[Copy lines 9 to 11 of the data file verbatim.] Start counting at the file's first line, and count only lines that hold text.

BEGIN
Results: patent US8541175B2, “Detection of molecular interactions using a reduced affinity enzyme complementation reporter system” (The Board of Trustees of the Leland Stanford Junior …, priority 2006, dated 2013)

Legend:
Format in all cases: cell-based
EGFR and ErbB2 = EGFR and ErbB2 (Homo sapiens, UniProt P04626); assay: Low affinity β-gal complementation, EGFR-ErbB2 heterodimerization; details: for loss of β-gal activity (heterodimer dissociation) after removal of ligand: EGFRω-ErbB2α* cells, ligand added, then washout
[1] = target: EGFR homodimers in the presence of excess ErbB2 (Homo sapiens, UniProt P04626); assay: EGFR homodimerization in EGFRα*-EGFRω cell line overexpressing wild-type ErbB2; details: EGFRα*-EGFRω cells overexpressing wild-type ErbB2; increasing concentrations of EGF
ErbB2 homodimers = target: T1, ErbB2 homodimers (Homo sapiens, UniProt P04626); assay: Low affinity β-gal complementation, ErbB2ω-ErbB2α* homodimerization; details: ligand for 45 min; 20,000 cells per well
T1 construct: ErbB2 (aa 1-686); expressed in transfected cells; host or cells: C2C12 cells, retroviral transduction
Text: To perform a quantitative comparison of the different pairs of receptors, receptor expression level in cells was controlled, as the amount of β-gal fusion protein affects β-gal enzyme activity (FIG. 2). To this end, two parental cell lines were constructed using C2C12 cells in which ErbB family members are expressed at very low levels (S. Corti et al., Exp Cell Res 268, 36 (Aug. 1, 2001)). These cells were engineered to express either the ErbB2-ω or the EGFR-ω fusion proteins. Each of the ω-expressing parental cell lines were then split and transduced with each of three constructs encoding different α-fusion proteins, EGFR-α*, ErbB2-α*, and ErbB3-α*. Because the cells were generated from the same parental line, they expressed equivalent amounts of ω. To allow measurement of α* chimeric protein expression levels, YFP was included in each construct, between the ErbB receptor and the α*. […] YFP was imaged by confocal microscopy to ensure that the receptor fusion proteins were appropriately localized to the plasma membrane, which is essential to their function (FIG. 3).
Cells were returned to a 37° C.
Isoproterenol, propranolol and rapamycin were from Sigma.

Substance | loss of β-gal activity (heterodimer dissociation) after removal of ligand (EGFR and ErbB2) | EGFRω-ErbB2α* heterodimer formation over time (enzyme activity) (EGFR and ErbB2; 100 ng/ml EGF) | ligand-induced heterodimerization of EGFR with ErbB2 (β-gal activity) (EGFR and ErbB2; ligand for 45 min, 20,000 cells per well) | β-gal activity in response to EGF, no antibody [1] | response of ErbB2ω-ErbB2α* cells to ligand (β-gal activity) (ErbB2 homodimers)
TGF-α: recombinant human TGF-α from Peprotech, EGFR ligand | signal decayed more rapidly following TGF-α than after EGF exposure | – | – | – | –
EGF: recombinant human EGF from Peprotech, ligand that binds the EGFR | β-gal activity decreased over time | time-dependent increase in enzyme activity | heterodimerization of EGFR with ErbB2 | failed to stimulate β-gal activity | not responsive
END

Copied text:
Cells were returned to a 37° C.
Isoproterenol, propranolol and rapamycin were from Sigma.

Substance | loss of β-gal activity (heterodimer dissociation) after removal of ligand (EGFR and ErbB2) | EGFRω-ErbB2α* heterodimer formation over time (enzyme activity) (EGFR and ErbB2; 100 ng/ml EGF) | ligand-induced heterodimerization of EGFR with ErbB2 (β-gal activity) (EGFR and ErbB2; ligand for 45 min, 20,000 cells per well) | β-gal activity in response to EGF, no antibody [1] | response of ErbB2ω-ErbB2α* cells to ligand (β-gal activity) (ErbB2 homodimers)